Grizzly Man (Werner Herzog, 2005) was a successful theatrically released documentary. It had the advantage of a well known director: Werner Herzog.
The film has two narratives. The first, and most prominent, is the narrative of Herzog who, in reflexive documentary style, is revealed to be making an expose about the life and death of Timothy Treadwell, who died in 2003.
However, we also see Treadwell’s footage – footage that Herzog himself admires. This footage is representative of direct cinema (observational documentary). Treadwell filmed his surroundings and nature as they transpired in front of him. In doing so, as Herzog admits, he gained some stunning insights into the natural world.
Despite Treadwell’s footage, we also see him as a performer in his own right. Doing more than one take – mainly because he plans to edit his footage into a larger presentation and, therefore, he wants to look good.
There is still evidence of manipulation even from Treadwell. As Herzog reveals, although Treadwell would portray himself as someone braving out the wilds of Alaska alone, his girlfriend filmed some of his footage – something he chose not to reveal (again, returning us to questions about whether documentary is ever anything but manipulative!)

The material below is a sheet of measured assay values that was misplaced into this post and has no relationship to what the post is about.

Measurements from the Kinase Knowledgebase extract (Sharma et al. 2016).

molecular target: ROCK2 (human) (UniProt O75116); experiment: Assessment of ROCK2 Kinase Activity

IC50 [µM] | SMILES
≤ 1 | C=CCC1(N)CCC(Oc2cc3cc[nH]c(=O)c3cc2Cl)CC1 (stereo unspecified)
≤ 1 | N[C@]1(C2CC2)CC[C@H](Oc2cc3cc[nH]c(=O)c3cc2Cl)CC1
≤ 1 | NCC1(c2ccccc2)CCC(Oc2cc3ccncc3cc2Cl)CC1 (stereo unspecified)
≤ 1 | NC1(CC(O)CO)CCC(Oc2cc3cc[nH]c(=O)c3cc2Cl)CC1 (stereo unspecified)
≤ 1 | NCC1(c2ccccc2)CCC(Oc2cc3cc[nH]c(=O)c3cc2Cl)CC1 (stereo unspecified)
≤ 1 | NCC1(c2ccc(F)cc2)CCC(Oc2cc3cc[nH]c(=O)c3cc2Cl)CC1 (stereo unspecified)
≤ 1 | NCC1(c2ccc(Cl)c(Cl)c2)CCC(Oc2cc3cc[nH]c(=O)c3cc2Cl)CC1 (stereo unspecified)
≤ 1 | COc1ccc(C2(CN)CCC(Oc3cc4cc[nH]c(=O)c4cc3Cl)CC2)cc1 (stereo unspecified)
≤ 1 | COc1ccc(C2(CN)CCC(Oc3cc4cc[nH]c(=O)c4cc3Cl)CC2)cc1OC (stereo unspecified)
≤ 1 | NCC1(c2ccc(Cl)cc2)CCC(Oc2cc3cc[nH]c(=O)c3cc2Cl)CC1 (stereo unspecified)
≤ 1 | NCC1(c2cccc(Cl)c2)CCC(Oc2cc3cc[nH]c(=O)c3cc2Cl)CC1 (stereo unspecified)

Herzog also chooses what footage we are permitted to see and even listen to. For instance, the director opts not to let us hear the final moments of Treadwell’s death. There has been conjecture about why this decision was made.
Werner Herzog’s documentary style is derived from his experience of filmmaking. As a well-known film director, he has already composed his own film aesthetics and adopted them into documentary skilfully. He masters the camera use in regard of perspectives and composition.
For instance, in Grizzly Man, as Davidson (1986, p20) elaborated, “his camera pans with measured grace the vast stretches of” the snow-berg, in which, the illustration of the wild, tranquil but isolated landscape heavily indicates Timothy Treadwell’s inevitable lonesome and the soreness of his soul". The film language like this, combines the documented footage with iconic interference, which is commented by Steingrover (2012, p474) as “an affective experience for the spectator through carefully constructed characters that highlight the themes of mystery and tragedy.” It displays Herzog’s intention of “transforming things that are physically there into more intensified, elevated and stylized images” (Cronin, 2002, p301).